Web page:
This option causes rsync to set the owner of the destination file to be the same as the source
file, but only if the receiving rsync is being run as the super-user (see also the --super and
--fake-super options). Without this option, the owner of new and/or transferred files are set to
the invoking user on the receiving side.
The preservation of ownership will associate matching names by default, but may fall back to using
the ID number in some circumstances (see also the --numeric-ids option for a full discussion).
-D The -D option is equivalent to --devices --specials.
This option increases the amount of information you are given during the transfer. By default,
rsync works silently. A single -v will give you information about what files are being transferred
and a brief summary at the end. Two -v options will give you information on what files are being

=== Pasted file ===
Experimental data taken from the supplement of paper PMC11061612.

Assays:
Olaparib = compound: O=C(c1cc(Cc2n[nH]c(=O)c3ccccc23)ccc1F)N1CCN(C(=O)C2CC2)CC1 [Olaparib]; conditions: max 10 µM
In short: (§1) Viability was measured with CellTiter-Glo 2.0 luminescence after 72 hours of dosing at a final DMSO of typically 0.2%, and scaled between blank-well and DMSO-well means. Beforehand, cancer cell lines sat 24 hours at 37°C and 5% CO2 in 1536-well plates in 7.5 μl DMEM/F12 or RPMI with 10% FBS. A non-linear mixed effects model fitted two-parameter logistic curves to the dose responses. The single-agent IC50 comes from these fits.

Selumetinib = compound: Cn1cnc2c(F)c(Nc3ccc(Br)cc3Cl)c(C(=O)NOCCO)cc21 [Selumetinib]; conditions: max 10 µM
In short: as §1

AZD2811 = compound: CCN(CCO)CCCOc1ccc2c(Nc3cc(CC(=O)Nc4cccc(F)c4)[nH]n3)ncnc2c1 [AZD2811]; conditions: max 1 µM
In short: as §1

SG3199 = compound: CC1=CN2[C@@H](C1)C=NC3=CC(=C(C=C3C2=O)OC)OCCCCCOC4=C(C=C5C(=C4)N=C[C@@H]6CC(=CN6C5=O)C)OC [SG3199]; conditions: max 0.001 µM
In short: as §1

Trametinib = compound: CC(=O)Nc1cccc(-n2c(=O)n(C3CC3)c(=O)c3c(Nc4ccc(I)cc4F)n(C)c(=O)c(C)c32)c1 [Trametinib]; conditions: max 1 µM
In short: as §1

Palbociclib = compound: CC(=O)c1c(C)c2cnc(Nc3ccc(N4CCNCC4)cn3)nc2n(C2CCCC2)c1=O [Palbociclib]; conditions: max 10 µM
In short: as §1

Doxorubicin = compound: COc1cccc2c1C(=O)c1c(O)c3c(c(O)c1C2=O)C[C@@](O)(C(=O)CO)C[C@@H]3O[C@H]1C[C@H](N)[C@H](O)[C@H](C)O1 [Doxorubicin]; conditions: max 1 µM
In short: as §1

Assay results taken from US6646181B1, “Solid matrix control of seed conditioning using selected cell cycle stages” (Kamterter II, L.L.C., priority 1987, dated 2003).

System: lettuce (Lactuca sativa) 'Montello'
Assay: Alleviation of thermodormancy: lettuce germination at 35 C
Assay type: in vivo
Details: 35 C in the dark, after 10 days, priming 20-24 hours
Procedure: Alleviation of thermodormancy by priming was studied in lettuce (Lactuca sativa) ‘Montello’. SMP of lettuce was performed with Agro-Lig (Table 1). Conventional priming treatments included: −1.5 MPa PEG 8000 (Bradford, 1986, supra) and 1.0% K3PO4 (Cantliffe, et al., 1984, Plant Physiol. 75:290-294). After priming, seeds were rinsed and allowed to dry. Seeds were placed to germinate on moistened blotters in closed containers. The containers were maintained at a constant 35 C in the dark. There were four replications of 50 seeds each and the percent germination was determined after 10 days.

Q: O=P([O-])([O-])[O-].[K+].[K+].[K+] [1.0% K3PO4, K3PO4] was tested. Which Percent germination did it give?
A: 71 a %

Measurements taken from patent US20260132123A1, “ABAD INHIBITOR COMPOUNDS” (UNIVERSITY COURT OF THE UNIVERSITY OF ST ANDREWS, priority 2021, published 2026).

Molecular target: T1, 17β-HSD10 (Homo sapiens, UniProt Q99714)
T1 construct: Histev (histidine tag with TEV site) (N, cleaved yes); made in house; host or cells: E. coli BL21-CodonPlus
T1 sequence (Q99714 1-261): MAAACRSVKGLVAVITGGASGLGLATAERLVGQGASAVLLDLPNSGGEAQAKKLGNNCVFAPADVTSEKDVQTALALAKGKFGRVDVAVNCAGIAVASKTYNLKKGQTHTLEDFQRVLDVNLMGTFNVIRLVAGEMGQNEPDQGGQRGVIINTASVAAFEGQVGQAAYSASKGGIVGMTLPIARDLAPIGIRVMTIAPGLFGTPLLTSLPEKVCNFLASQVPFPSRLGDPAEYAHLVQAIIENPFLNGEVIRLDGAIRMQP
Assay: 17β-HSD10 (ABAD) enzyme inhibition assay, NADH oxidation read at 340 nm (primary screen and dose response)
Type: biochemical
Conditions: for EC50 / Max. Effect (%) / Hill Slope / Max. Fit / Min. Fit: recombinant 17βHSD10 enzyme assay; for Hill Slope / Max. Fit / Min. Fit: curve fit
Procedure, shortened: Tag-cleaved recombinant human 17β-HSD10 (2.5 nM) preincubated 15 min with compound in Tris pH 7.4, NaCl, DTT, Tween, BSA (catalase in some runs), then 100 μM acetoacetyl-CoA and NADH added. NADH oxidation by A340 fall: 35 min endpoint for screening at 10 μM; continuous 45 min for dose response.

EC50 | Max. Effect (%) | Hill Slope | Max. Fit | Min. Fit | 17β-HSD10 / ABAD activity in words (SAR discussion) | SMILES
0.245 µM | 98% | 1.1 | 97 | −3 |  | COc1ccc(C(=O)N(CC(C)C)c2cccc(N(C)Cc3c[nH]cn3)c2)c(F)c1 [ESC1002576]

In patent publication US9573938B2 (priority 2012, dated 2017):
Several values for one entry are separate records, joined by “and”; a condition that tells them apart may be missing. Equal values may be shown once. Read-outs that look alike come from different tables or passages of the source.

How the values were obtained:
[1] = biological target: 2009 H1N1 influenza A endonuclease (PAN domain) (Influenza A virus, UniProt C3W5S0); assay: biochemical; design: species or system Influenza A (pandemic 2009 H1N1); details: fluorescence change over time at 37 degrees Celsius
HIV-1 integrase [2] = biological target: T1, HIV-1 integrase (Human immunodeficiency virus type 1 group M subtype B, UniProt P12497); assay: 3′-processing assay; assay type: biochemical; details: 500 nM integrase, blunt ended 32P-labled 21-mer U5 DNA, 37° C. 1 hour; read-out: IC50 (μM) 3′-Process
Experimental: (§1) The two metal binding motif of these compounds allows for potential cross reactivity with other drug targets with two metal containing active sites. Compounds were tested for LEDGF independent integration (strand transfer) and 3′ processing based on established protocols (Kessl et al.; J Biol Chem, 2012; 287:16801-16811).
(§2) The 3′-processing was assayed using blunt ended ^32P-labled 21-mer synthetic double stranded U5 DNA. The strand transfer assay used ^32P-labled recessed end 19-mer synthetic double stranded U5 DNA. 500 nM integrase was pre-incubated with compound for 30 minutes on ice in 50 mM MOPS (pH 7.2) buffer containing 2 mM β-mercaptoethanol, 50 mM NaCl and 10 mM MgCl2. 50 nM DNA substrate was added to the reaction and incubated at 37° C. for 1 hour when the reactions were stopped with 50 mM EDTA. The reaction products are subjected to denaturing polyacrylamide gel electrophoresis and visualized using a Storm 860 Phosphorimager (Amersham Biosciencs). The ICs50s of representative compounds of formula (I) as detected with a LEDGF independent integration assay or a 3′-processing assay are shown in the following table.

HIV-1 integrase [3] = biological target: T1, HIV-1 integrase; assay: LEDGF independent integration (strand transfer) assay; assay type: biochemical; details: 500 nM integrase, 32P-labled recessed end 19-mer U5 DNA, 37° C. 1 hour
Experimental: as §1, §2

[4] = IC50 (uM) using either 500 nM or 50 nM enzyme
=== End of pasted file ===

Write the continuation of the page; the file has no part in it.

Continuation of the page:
skipped and slightly more information at the end. More than two -v options should only be used if
you are debugging rsync.
Note that the names of the transferred files that are output are done using a default --out-format
of "%n%L", which tells you just the name of the file and, if the item is a link, where it points.
At the single -v level of verbosity, this does not mention when a file gets its attributes
changed. If you ask for an itemized list of changed attributes (either --itemize-changes or
adding "%i" to the --out-format setting), the output (on the client) increases to mention all
items that are changed in any way. See the --out-format option for more details.
Requests a simple itemized list of the changes that are being made to each file, including
attribute changes. This is exactly the same as specifying --out-format='%i %n%L'. If you repeat
the option, unchanged files will also be output, but only if the receiving rsync is at least
version 2.6.7 (you can use -vv with older versions of rsync, but that also turns on the output of
other verbose messages).
The "%i" escape has a cryptic output that is 11 letters long. The general format is like the
string YXcstpoguax, where Y is replaced by the type of update being done, X is replaced by the
file-type, and the other letters represent attributes that may be output if they are being
The update types that replace the Y are as follows: